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Daimler, Cummins to co-develop medium-duty engine

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Daimler Truck AG and Cummins announced Tuesday the companies have signed a memorandum of understanding establishing a global strategic partnership for the development of medium-duty engines.

The joint venture will initially work toward meeting Euro VII 2025 emission standards, which is expected to be Europe’s final step in tightening emissions regulations as the continent works toward phasing out fossil fuels entirely. Stateside, the implications will be that the same platform will eventually replace the Detroit DD8 and DD5 engines as available powerplants in North American trucks. Current Greenhouse Gas Phase II regulations governing heavy truck emissions in the U.S. are already in place through model year 2027.

“We’ll offer the DD5 and DD8 until the second half of the decade, and offer a Cummins solution thereafter for a conventional powertrain offering,” Daimler Trucks North America (DTNA) told CCJ via statement. With serial production of its electric eCascadia and eM2 set for next year, DTNA earlier this month unveiled Detroit electric ePowertrain.

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“With the changeover to Euro VII, we would have to invest considerable resources in the further development of our medium-duty engines,” said Martin Daum, chairman of the board of management at DTNA parent Daimler Truck AG. “We are now freeing up these funds to focus them on the technologies that are crucial to our long-term corporate success in the transformation of our industry.”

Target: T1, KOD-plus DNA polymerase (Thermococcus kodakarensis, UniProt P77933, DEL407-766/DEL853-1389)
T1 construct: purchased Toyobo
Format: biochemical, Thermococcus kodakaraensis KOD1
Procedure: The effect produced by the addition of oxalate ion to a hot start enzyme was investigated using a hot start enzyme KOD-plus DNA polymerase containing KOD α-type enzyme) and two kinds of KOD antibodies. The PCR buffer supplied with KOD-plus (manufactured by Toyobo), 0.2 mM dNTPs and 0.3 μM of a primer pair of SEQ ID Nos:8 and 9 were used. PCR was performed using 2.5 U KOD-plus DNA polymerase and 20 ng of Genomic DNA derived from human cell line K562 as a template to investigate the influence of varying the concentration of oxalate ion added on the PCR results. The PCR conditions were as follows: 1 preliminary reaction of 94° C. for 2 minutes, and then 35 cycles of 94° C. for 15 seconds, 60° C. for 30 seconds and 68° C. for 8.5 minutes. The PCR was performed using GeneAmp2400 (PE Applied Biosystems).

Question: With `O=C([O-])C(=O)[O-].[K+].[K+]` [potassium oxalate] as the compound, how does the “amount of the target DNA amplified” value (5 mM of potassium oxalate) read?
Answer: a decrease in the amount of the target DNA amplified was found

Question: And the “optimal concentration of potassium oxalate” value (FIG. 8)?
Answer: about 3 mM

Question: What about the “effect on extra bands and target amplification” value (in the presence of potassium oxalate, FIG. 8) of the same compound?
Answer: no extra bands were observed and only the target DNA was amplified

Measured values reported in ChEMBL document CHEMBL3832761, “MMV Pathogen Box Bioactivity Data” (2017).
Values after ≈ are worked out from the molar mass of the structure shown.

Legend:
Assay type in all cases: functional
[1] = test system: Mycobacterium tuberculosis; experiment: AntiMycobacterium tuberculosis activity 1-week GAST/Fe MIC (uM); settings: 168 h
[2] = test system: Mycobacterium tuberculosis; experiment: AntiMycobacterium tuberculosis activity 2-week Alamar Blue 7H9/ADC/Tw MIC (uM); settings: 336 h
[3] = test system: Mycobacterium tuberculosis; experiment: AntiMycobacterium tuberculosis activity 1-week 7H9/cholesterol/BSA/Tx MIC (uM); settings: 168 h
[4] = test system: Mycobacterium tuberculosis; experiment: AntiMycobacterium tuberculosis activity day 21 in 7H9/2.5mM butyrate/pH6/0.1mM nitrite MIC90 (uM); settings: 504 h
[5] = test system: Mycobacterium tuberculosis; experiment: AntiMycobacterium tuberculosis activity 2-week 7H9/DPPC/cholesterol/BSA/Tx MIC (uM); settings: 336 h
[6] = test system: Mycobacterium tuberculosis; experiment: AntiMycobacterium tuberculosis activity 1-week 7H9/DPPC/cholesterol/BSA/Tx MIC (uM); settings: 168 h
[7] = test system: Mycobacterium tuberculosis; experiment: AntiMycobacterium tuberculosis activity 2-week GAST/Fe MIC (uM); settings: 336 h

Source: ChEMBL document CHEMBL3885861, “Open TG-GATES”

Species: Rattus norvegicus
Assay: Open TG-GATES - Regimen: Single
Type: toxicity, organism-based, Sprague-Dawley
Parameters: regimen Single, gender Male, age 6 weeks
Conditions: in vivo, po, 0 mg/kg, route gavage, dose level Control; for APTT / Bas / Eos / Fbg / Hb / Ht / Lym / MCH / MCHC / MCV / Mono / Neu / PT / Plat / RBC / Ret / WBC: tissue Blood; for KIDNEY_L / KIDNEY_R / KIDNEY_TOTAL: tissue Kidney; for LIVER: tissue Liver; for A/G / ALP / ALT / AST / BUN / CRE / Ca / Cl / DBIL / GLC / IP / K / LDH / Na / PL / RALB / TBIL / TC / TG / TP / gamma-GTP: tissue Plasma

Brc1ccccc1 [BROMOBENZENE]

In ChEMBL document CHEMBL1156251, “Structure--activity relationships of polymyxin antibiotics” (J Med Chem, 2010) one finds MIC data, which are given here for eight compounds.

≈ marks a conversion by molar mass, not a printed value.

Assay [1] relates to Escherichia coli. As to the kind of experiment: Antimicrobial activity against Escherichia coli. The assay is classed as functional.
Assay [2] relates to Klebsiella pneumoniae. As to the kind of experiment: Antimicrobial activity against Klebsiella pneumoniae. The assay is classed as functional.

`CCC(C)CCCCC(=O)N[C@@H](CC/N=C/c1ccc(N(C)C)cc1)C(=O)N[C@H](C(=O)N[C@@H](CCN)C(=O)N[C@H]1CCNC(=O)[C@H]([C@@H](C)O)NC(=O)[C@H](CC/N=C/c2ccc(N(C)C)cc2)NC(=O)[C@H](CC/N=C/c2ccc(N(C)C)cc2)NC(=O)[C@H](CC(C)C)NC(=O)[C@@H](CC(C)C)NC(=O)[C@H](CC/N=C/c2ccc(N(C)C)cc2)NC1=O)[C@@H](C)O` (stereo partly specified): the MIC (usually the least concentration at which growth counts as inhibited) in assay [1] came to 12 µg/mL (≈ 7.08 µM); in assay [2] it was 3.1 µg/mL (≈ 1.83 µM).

As part of the agreement, Cummins will establish an engine plant within the Mercedes-Benz Mannheim, Germany, campus to produce medium-duty engines compliant with the Euro VII emissions standard. Cummins will use its existing footprint and production and supply chain networks in all other regions for use in other Daimler Trucks’ brands, including Freightliner. 

Daimler expects its partnership with Cummins to enable the acceleration of its development efforts on alternative and emerging technologies, including non-diesel engines. The company said going forward, the focus of Daimler Truck AG will be “on the further progression of zero-emission drive technologies, as well as further development of commercial heavy-duty drivetrains.”

The production of the current medium-duty engine generation by Daimler Truck AG will end with the start of production of the Cummins engines at Mannheim. 

The Daimler heavy-duty engine platform (HDEP) for the heavy-duty vehicle segment of Daimler Trucks and Buses will remain in the Daimler Truck AG portfolio. The HDEP engine family will continue to be manufactured by the global production network in Mannheim and Detroit, Michigan, and fitted in heavy-duty trucks, in touring coaches as well as in third-party products worldwide.

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